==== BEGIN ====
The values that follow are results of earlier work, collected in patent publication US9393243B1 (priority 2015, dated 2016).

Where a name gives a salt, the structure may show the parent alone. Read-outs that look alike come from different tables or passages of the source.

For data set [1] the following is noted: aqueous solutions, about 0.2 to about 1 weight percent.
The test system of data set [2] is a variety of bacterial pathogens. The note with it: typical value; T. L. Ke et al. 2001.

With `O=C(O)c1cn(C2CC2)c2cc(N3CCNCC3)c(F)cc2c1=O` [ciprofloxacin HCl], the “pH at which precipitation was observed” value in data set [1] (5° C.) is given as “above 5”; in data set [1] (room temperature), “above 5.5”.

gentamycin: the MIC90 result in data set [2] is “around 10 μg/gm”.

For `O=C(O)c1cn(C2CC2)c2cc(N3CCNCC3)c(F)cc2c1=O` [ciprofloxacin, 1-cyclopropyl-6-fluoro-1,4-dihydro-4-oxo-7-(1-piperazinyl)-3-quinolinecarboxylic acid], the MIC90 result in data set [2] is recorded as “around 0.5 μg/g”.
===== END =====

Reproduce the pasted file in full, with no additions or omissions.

The values that follow are results of earlier work, collected in patent publication US9393243B1 (priority 2015, dated 2016).

Where a name gives a salt, the structure may show the parent alone. Read-outs that look alike come from different tables or passages of the source.

For data set [1] the following is noted: aqueous solutions, about 0.2 to about 1 weight percent.
The test system of data set [2] is a variety of bacterial pathogens. The note with it: typical value; T. L. Ke et al. 2001.

With `O=C(O)c1cn(C2CC2)c2cc(N3CCNCC3)c(F)cc2c1=O` [ciprofloxacin HCl], the “pH at which precipitation was observed” value in data set [1] (5° C.) is given as “above 5”; in data set [1] (room temperature), “above 5.5”.

gentamycin: the MIC90 result in data set [2] is “around 10 μg/gm”.

For `O=C(O)c1cn(C2CC2)c2cc(N3CCNCC3)c(F)cc2c1=O` [ciprofloxacin, 1-cyclopropyl-6-fluoro-1,4-dihydro-4-oxo-7-(1-piperazinyl)-3-quinolinecarboxylic acid], the MIC90 result in data set [2] is recorded as “around 0.5 μg/g”.